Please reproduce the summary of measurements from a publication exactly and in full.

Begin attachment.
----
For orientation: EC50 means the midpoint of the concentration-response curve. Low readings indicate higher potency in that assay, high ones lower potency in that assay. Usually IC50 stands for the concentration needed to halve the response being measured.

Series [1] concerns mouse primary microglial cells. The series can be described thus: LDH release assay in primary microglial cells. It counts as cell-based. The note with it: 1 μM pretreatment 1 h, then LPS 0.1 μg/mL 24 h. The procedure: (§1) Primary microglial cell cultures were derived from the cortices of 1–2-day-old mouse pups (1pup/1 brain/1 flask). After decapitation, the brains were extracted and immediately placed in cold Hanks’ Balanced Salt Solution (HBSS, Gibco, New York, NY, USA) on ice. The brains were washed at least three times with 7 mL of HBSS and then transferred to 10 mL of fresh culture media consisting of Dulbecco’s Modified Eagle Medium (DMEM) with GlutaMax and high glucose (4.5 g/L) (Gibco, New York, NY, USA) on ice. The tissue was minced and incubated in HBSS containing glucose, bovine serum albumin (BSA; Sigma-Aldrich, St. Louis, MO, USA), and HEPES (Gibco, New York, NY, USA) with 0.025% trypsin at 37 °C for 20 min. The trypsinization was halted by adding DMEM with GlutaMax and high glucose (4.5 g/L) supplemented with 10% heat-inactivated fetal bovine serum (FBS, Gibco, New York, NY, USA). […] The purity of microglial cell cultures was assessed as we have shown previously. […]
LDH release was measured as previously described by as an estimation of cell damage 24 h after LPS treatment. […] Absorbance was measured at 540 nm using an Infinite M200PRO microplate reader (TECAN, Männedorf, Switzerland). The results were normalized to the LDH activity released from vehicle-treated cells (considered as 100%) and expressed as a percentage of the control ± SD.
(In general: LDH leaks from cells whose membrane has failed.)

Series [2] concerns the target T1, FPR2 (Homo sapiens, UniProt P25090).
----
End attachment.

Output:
For orientation: EC50 means the midpoint of the concentration-response curve. Low readings indicate higher potency in that assay, high ones lower potency in that assay. Usually IC50 stands for the concentration needed to halve the response being measured.

Series [1] concerns mouse primary microglial cells. The series can be described thus: LDH release assay in primary microglial cells. It counts as cell-based. The note with it: 1 μM pretreatment 1 h, then LPS 0.1 μg/mL 24 h. The procedure: (§1) Primary microglial cell cultures were derived from the cortices of 1–2-day-old mouse pups (1pup/1 brain/1 flask). After decapitation, the brains were extracted and immediately placed in cold Hanks’ Balanced Salt Solution (HBSS, Gibco, New York, NY, USA) on ice. The brains were washed at least three times with 7 mL of HBSS and then transferred to 10 mL of fresh culture media consisting of Dulbecco’s Modified Eagle Medium (DMEM) with GlutaMax and high glucose (4.5 g/L) (Gibco, New York, NY, USA) on ice. The tissue was minced and incubated in HBSS containing glucose, bovine serum albumin (BSA; Sigma-Aldrich, St. Louis, MO, USA), and HEPES (Gibco, New York, NY, USA) with 0.025% trypsin at 37 °C for 20 min. The trypsinization was halted by adding DMEM with GlutaMax and high glucose (4.5 g/L) supplemented with 10% heat-inactivated fetal bovine serum (FBS, Gibco, New York, NY, USA). […] The purity of microglial cell cultures was assessed as we have shown previously. […]
LDH release was measured as previously described by as an estimation of cell damage 24 h after LPS treatment. […] Absorbance was measured at 540 nm using an Infinite M200PRO microplate reader (TECAN, Männedorf, Switzerland). The results were normalized to the LDH activity released from vehicle-treated cells (considered as 100%) and expressed as a percentage of the control ± SD.
(In general: LDH leaks from cells whose membrane has failed.)

Series [2] concerns the target T1, FPR2 (Homo sapiens, UniProt P25090).